Rising high school seniors are spending their summer getting a head start on the college experience through a unique Florida State University program that allows them to get a taste of college science and math classes.
The Florida State University Young Scholars program, founded in 1983, brings 40 students to campus from mid-June to mid-July where they spend six weeks living and learning on campus. Some students are learning about genetics, while others study geology and others check out computer programming with more than 20 faculty members across the campus.
For three students, that includes learning how to create simulation models from FAMU-FSU College of Engineering Assistant Professor Maxim Dulebenets.
“Essentially during this program we help students to understand the very basic background of the simulation system, theory and the practice of simulation,” Dulebenets said.
Each student is expected to design a basic simulation model, which emulates a process of their choice, and write a report describing the model. The simulation project allows the students to build a skill and knowledge base that is transferable to other engineering disciplines, such as civil or electrical engineering.
Andrew Yuan, a rising senior from Tallahassee, is interested in traffic simulation.
“I’m from Tallahassee so I know about some of the traffic jams we have in the evenings,” he said. “I want to improve that because I know it gives my parents a hard time. With modeling simulation, I’ve been taught a way to explore this field.”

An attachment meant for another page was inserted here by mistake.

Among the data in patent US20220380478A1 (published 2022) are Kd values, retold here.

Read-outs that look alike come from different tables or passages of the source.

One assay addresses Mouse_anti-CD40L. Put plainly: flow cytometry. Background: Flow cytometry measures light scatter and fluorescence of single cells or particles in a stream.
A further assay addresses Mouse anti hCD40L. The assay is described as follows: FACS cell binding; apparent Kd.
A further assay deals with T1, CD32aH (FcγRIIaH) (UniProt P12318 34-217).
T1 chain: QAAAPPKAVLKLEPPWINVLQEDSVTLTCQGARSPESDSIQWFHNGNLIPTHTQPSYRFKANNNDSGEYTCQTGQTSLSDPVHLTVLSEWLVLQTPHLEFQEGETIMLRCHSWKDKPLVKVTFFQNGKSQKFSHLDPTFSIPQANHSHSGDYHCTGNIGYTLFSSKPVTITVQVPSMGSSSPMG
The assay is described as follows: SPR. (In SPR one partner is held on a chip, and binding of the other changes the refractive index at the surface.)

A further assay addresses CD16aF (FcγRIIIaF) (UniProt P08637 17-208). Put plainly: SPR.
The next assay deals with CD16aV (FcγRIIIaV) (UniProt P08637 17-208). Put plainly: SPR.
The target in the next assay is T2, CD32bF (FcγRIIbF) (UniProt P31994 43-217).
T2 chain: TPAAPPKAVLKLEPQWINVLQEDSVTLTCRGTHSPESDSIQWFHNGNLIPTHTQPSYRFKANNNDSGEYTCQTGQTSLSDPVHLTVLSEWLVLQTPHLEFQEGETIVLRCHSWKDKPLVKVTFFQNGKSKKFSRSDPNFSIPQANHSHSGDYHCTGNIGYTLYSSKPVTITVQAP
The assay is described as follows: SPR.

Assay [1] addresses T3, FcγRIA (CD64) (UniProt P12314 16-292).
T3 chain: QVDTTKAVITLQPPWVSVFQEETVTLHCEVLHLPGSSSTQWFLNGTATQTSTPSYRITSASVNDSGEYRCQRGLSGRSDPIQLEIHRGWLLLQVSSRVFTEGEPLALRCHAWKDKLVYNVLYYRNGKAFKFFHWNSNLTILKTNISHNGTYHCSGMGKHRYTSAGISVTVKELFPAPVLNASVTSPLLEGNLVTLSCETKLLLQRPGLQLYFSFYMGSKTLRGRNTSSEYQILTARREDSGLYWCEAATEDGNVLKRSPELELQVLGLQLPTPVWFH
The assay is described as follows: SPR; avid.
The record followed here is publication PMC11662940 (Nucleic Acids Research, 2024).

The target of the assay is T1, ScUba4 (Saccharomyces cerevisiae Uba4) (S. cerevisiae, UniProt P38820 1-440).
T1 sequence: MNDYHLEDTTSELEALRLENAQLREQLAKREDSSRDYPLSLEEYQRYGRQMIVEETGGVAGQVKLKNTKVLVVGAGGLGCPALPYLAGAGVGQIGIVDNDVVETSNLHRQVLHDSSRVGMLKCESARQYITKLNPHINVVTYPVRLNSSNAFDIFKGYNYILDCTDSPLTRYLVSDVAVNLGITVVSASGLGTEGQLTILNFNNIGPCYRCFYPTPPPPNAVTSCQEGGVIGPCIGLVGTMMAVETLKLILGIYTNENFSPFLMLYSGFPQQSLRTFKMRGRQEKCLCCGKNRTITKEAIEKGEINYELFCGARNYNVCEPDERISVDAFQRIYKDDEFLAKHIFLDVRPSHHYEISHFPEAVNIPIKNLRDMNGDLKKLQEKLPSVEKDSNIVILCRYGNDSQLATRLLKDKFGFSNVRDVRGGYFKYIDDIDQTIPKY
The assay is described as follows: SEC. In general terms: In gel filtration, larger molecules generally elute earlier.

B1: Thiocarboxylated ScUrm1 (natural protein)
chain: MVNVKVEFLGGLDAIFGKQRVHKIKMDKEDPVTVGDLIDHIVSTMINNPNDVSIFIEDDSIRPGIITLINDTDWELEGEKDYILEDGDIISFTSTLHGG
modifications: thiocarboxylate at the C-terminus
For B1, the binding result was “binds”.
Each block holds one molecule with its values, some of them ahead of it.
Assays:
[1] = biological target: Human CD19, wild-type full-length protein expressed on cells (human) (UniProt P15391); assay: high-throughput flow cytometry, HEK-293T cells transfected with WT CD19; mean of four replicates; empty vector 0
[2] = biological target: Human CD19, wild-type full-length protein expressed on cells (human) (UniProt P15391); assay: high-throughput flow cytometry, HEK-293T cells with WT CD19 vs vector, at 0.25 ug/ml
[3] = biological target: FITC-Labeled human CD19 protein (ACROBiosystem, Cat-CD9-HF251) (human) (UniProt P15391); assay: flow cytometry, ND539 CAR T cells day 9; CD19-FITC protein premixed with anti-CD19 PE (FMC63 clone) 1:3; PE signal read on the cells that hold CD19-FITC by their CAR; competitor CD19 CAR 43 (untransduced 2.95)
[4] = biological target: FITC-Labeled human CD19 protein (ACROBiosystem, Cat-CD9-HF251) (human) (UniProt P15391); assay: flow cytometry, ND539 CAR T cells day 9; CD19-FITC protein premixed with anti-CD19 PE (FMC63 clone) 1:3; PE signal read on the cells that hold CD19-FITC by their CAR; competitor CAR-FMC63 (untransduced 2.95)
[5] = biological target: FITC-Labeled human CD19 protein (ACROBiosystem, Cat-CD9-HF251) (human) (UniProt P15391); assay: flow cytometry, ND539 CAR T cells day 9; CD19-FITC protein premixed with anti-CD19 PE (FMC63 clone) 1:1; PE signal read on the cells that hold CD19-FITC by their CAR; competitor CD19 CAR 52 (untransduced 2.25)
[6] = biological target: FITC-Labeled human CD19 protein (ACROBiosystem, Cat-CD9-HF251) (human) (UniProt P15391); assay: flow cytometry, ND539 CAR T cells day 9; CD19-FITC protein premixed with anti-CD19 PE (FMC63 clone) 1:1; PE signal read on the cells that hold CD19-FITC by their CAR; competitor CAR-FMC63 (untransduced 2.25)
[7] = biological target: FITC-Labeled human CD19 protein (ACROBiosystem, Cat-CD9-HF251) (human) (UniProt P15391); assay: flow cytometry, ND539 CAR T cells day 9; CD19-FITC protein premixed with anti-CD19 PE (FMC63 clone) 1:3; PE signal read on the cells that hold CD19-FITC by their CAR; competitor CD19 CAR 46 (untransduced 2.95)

This practical experience in problem-solving is essentially what the Young Scholars Program is all about, and simulation modeling gives students the visual representation of their work.
“That’s the good thing about simulation,” said FAMU-FSU College of Engineering doctoral student Olumide Abioye, who is helping Dulebenets teach the students. “You can take the problems from the real world and work them out in here.”
Currently, the students are deciding topics for their final projects. On July 19, the students will present posters on their projects at a symposium. The symposium is open to the public and will run from 7 p.m. to 9 p.m. in room 203 in the Student Services Building on the FSU campus.
“I’m excited to see their final projects,” Abioye said. “I’m not just teaching them; I am also learning from them. They have brilliant ideas and are very talented.”